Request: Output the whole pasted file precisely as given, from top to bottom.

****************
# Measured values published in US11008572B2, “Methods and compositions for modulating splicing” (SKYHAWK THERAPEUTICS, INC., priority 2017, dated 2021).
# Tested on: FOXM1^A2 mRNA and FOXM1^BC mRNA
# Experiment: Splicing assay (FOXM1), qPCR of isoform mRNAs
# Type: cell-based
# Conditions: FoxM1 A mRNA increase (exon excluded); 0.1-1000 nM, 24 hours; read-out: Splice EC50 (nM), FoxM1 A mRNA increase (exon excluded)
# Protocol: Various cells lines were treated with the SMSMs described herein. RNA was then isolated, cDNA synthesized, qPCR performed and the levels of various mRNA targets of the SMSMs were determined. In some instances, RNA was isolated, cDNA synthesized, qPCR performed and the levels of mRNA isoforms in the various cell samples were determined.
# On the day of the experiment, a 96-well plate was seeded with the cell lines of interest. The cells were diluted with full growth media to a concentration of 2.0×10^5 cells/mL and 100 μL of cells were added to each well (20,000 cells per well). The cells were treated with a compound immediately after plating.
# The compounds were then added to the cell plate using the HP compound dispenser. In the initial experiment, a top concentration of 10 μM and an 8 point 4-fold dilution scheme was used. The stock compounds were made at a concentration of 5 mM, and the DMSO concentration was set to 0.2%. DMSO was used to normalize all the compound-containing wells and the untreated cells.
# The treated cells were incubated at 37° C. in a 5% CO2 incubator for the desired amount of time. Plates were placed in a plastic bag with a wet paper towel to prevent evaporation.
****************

# Measured values published in US11008572B2, “Methods and compositions for modulating splicing” (SKYHAWK THERAPEUTICS, INC., priority 2017, dated 2021).
# Tested on: FOXM1^A2 mRNA and FOXM1^BC mRNA
# Experiment: Splicing assay (FOXM1), qPCR of isoform mRNAs
# Type: cell-based
# Conditions: FoxM1 A mRNA increase (exon excluded); 0.1-1000 nM, 24 hours; read-out: Splice EC50 (nM), FoxM1 A mRNA increase (exon excluded)
# Protocol: Various cells lines were treated with the SMSMs described herein. RNA was then isolated, cDNA synthesized, qPCR performed and the levels of various mRNA targets of the SMSMs were determined. In some instances, RNA was isolated, cDNA synthesized, qPCR performed and the levels of mRNA isoforms in the various cell samples were determined.
# On the day of the experiment, a 96-well plate was seeded with the cell lines of interest. The cells were diluted with full growth media to a concentration of 2.0×10^5 cells/mL and 100 μL of cells were added to each well (20,000 cells per well). The cells were treated with a compound immediately after plating.
# The compounds were then added to the cell plate using the HP compound dispenser. In the initial experiment, a top concentration of 10 μM and an 8 point 4-fold dilution scheme was used. The stock compounds were made at a concentration of 5 mM, and the DMSO concentration was set to 0.2%. DMSO was used to normalize all the compound-containing wells and the untreated cells.
# The treated cells were incubated at 37° C. in a 5% CO2 incubator for the desired amount of time. Plates were placed in a plastic bag with a wet paper towel to prevent evaporation.